Without Soriano, Yankees manager Joe Girardi had to add another left-handed hitter, Ichiro Suzuki, as an outfielder in the batting order against lefthander Jon Lester (14-8), who pitched eight solid innings for the Red Sox. Ironically, two of the Yankees’ three hits were by a left-handed hitter, Curtis Granderson, who tripled and doubled.
Granderson batted out of the leadoff spot the past two games in place of regular center fielder Brett Gardner, who could be lost for the remainder of the regular season because of a left oblique strain. Shortstop Derek Jeter is also gone for the rest of the regular season due to lingering issues with his surgical left ankle.
Yes, the Yankees are pretty beat up, which they have been much of the season. It has been a medical nightmare for them. I teased trainer Steve Donohue the other day that the club must have run out of tape before the All-Star break. Referring to former head trainer Gene Monahan, Stevie said, “Geno sure picked the right time to retire.”
CC Sabathia got beat up Saturday as well. Boston did not enjoy a slugfest but did tag Sabathia (13-13) for five earned runs, nine hits and four walks in six innings. Five different players drove in runs for the Red Sox. CC had another troubling season against the Red Sox. He was 2-2 but had a 7.22 ERA in 28 2/3 innings, including 1-1 with a 9.92 ERA in 16 1/3 innings at Fenway Park.
Conversely, Lester was 2-1 with a 3.29 ERA in 27 1/3 innings against the Yankees this year. Of the 24 outs Lester recorded Saturday, 16 were in the infield and five were on strikeouts. The Yankees’ only run scored on an infield out as they were 0-for-5 with runners in scoring position. The 2-through-6 hitters were a combined 0-for-18.
If you didn’t think Sunday’s game was important to the Yankees, consider this: Mariano Rivera was called on for a six-out save. This was something out of postseason play, which is what the Yankees are hopeful for qualifying for this season.
Yankees manager Joe Girardi did not hesitate in using Mo for such a stretch. One, it is that time of year and, two, what would you save Rivera for? As the skipper said after the game, noting that the career saves leader will retire at the end of the season, “He’s at a point where he’s not saving anything for 2014.”
The only problem is that it didn’t work. Rivera blew the save opportunity for the seventh time this season and the second time in this series when he allowed a leadoff home run to Red Sox third baseman Will Middlebrooks in the ninth inning that made the score 3-3. Perhaps the only people at Yankee Stadium who thought the ball was a homer were those seated in the first two rows of seats in right field. To everybody else, Rivera and right fielder Ichiro Suzuki, it seemed as if it were a high fly ball that would eventually become an out instead of going out.
In the bottom of that inning, however, Rivera would have a smile on his face as wide as the Grand Canyon after Suzuki scored from third base on a wild pitch by Brandon Workman that clinched a 4-3 victory.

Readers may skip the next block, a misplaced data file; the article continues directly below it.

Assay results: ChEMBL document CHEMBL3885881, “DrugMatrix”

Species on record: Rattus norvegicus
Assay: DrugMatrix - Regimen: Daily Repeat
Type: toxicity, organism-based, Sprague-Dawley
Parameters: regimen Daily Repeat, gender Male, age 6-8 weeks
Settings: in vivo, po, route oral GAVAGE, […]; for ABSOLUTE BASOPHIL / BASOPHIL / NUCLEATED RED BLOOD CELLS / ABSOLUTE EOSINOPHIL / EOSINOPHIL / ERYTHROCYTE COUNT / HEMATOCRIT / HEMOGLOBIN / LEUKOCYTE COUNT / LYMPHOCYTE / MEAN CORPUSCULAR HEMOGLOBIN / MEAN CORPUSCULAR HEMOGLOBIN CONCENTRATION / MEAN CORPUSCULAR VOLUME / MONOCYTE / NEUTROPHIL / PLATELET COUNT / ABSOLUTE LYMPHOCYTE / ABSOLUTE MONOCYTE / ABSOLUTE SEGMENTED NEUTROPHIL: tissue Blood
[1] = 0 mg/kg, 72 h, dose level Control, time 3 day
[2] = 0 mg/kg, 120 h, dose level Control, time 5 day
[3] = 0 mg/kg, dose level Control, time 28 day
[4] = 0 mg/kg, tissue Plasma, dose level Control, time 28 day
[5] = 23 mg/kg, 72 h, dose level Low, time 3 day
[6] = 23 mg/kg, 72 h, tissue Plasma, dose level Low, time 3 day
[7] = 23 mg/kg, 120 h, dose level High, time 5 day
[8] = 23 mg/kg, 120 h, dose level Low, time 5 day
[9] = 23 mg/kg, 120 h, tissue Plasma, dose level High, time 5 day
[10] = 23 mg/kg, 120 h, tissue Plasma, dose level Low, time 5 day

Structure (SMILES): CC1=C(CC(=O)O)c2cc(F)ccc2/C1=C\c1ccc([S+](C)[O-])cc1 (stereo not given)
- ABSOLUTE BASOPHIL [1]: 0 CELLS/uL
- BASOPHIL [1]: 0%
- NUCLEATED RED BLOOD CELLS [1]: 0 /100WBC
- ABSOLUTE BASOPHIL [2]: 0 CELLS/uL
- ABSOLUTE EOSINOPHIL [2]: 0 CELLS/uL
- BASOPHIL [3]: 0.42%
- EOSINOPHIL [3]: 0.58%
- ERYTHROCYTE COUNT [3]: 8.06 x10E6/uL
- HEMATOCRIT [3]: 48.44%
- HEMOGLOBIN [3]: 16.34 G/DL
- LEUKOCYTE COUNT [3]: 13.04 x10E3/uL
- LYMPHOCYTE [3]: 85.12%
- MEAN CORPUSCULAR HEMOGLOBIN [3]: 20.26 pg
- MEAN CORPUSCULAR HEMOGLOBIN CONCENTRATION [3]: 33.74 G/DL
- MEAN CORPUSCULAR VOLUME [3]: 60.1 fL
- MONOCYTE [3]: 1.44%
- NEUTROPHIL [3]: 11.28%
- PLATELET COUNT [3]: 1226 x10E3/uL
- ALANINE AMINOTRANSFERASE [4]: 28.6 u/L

Eight runs were not enough Thursday night. Eight runs were not enough Friday night. Nine runs were not enough Saturday. As it turned out, four runs were sufficient for the Yankees Sunday.
The ninth-inning run was an Ichiro special. He singled to left-center field with one out and then quickly moved into scoring position with a steal of second base. Vernon Wells’ flyout to right field was deep enough for Suzuki to scamper to third base. Any battery has to be careful about a wild pitch or a passed ball with a player as quick as Ichiro on third base. There was no doubt that when the pitch by Workman eluded catcher Jarrod Saltalamacchia that the Yankee would get the run they needed to avoid a four-game sweep by Boston and give them some momentum headed to Baltimore for another challenging, four-game set against an Orioles club that is battling for the same prize as the Yankees, a wild-card postseason berth.
“Anybody could have made it,” Ichiro said of the winning run, “anybody with a good read.”
Well, that does not just happen with anybody but with a player of Suzuki’s instinct on the bases. This was the first time the Yankees had a walk-off victory on a wild pitch since Sept. 27, 1977 against the Indians and Jim Bibby when the run was scored by Thurman Munson, who made up for lack of speed with an abundance of smarts.
The game might have turned into a disaster if not for that play. The Yankees had overcome a 1-0 deficit to Jon Lester, who pitched eight strong innings, to take a 3-1 lead behind Hiroki Kuroda, who threw 117 pitches over six innings. Shawn Kelley worked the seventh without issue before the strains of “Enter Sandman” were heard surprisingly at the start of the eighth.
Rivera had not pitched for two days, so Girard felt confident that he could use him for a lengthier period. Mo had the same confidence and said he will feel the same way Monday night at Camden Yards.
“If they need me, I’ll be there,” Rivera said. “I have to be ready for any situation. We’re trying to get to the playoffs.”